The tearoom serves accordingly authentic teas and light snacks from Tajikistan, while guests sit on nice cushions at low-level tables. Every Monday at 6pm (in winter season) they present a storyteller, who tells traditional fairytales in German to its audience. Reservation recommended (+49 30 204 1112) as it is a very popular place.

Old Address: Palais am Festungsgraben, Am Festungsgraben

UPDATE – the tea house moved – please check their website for updated information: http://www.tadshikische-teestube.de

 

Municipal Market Halls

A little-known but remarkable feature in Berlin’s architectural history consists of the municipal market halls dating from the end of the 19th century, four of which are preserved in their original condition or are being restored.

The market halls were an improvement: for the residents next to the old weekly markets they eliminated a source of smell and noise, and the customers and traders could now conduct their business out of the weather and in a more structured fashion.

Market hall VI in Ackerstrasse is the only one of the four old halls which still have the original exterior. Like all the halls it has two ent­rances, but whereas they were usually at the ends, here they are in the corners. Most market halls were built in a block residential context so that only two narrow facades had to be financed. Small shops were established next to the entrances, and dwellings for the shop owners were created on the first floor.

All halls were built to a uniform pattern: a high central aisle lit by side windows leads into traverse side aisles with skylights. The roof is supported by cast-iron girders and steel trusses.

Lively market activity can still be seen in the Arminiushalle in Moabit which, unusually, occupies an entire block. However, the facade facing Arminiusstrasse has been altered, and the same applies to the market halls in Kreuzberg on Eisenbahnstrasse and Marheinekeplatz.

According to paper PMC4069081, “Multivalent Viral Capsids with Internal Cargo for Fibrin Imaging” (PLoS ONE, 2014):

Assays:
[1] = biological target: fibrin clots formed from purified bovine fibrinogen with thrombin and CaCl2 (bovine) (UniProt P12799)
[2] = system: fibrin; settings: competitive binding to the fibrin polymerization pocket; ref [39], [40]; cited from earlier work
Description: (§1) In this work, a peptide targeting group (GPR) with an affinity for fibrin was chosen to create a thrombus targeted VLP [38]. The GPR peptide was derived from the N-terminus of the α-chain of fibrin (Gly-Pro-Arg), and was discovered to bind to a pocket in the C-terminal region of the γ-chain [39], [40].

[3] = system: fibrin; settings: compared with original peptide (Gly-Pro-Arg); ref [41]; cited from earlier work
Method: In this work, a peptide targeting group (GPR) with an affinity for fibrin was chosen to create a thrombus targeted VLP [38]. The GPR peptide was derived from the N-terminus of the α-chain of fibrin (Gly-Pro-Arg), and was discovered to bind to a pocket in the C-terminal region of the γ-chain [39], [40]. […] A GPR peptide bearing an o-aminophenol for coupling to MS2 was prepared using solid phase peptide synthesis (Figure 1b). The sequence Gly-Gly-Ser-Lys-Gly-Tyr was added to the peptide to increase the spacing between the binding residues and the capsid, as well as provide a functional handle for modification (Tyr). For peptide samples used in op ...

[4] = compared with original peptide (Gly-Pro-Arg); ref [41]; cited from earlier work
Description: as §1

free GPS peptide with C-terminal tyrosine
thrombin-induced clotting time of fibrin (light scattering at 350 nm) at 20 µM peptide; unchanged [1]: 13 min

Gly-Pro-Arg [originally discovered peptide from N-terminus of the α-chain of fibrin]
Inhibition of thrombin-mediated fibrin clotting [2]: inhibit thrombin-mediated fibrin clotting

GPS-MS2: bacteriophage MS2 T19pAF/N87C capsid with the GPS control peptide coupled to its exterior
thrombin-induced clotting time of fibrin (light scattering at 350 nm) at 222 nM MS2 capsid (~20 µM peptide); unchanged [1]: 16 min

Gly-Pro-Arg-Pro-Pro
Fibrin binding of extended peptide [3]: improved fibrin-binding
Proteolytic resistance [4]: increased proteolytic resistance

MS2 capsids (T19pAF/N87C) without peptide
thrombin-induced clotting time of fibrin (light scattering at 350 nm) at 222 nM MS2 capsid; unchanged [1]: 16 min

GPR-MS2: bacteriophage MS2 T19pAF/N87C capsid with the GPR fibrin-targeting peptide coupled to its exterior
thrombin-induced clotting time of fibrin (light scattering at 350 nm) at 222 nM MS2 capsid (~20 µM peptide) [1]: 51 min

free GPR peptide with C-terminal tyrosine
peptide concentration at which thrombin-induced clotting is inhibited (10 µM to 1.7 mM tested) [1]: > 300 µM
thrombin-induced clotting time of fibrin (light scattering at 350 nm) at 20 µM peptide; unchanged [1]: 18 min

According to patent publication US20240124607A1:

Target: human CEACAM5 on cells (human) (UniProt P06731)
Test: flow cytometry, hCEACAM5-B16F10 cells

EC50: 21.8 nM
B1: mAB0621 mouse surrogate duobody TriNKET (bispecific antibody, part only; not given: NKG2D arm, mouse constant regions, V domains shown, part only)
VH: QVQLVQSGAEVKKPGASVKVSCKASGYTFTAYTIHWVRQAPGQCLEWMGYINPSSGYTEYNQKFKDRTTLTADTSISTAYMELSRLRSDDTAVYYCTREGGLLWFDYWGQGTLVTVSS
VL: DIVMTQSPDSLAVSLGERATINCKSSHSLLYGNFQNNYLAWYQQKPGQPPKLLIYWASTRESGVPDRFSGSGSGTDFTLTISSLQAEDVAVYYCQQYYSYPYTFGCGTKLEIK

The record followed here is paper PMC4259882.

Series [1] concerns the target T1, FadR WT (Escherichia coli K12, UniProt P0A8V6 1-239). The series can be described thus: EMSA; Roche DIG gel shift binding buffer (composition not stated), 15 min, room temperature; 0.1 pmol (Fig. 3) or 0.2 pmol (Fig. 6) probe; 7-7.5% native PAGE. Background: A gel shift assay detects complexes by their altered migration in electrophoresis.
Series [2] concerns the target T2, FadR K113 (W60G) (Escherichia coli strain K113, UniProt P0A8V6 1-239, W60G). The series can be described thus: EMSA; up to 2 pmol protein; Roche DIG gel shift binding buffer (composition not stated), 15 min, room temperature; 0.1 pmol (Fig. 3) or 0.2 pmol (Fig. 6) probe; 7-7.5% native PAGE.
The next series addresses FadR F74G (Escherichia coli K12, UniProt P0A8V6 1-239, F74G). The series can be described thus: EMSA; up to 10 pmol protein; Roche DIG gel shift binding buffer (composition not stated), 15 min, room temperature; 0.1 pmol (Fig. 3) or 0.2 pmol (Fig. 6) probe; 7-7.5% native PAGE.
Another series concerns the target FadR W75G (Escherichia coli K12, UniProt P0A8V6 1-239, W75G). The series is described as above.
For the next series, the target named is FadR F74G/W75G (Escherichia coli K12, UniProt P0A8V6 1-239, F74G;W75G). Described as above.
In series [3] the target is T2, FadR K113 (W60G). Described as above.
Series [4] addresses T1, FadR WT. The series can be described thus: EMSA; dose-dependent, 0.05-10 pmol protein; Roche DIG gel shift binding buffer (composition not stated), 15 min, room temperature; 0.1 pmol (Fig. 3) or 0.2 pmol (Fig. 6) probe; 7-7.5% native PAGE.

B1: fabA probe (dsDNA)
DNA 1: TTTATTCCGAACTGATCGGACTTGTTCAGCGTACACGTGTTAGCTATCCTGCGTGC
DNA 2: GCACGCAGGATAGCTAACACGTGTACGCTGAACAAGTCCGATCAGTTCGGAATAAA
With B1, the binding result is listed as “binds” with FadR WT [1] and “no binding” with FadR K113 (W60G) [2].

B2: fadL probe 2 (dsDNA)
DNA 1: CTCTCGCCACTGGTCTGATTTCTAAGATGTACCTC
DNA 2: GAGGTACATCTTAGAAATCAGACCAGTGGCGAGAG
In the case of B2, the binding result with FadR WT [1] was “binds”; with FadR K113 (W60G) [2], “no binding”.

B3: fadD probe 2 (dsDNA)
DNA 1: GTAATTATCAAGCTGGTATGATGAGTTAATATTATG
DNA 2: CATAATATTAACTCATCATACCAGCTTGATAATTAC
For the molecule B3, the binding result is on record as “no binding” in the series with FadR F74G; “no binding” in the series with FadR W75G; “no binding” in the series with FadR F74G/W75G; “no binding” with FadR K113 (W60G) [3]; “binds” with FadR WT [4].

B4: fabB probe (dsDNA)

Shopping in Kreuzberg

Kreuzberg is a paradise when you are looking for junk items, second-hand books, second-hand clothes, hardware and software. Whatever you’re looking for, you’ll find it in one of the many shops on Bergmannstrasse or at the famous flea market (Bergmannstr./Marheineckeplatz, Sat & Sun 10am till 4pm). On the markets you can test your bargain skills or just visit the famous button shop from Paul Knopf (Zossenstr. 10, Berlin Kreuzberg).

And if you get hungry you will have no problem to find something on Bergmannstrasse which suits your taste either.

Oranienstrasse in Kreuzberg is like Bergmannstrasse a street full of shops, cafes and restaurants.

 

Prenzlauer Berg

This residential area in former East Berlin has only a few minor sights and museums to explore. But I like the atmosphere in the streets especially in summer, when you can sit outside in a nice cafe and watching the hip crowds go by.

At the end of the Eberswalter Str. was once a piece of the Berlin wall. Today you’ll find here the Mauerpark, where nice outdoor events are taking place in summer.

And then there is the Kulturbrauerei (literally the “cultural brewery”) between Schönhauser Allee and Knaackstrasse. It is an old beer brewery, huge and made of red brick. Here you will find quiet a good amount of bars and clubs, events, restaurants and a cinema.

Also located in the Kulturbrauerei is Berlin on Bike, which do awesome biketours – day and night – around the cities most interesting places.

 

Treptow Crematorium, Am Flutgaben & Badeschiff

Treptow Crematorium (yes! Sounds strange, but…) has become an object of study for enthusiastic friends and students of contemporary architecture from all over the world.

We went there one day on our shorttrip and I must say it is really worth a visit if you are interested in architecture – although it takes some time to get there by train and bus.

Bus, Tube, Tram: S 6, S 8, S 9, S 10, S 45, S 46 Baumschulenweg; Bus 166
Hours: Mon-Fri 9.00-15.00

But you can combine it with a visit at Treptower Park, the sculpture “Molecule Man” at the river Spree and a coffee stop at the Flutgraben (Restaurant “Freischwimmer” and the “Club der Visionäre“), which is an awesome place to relax in summer.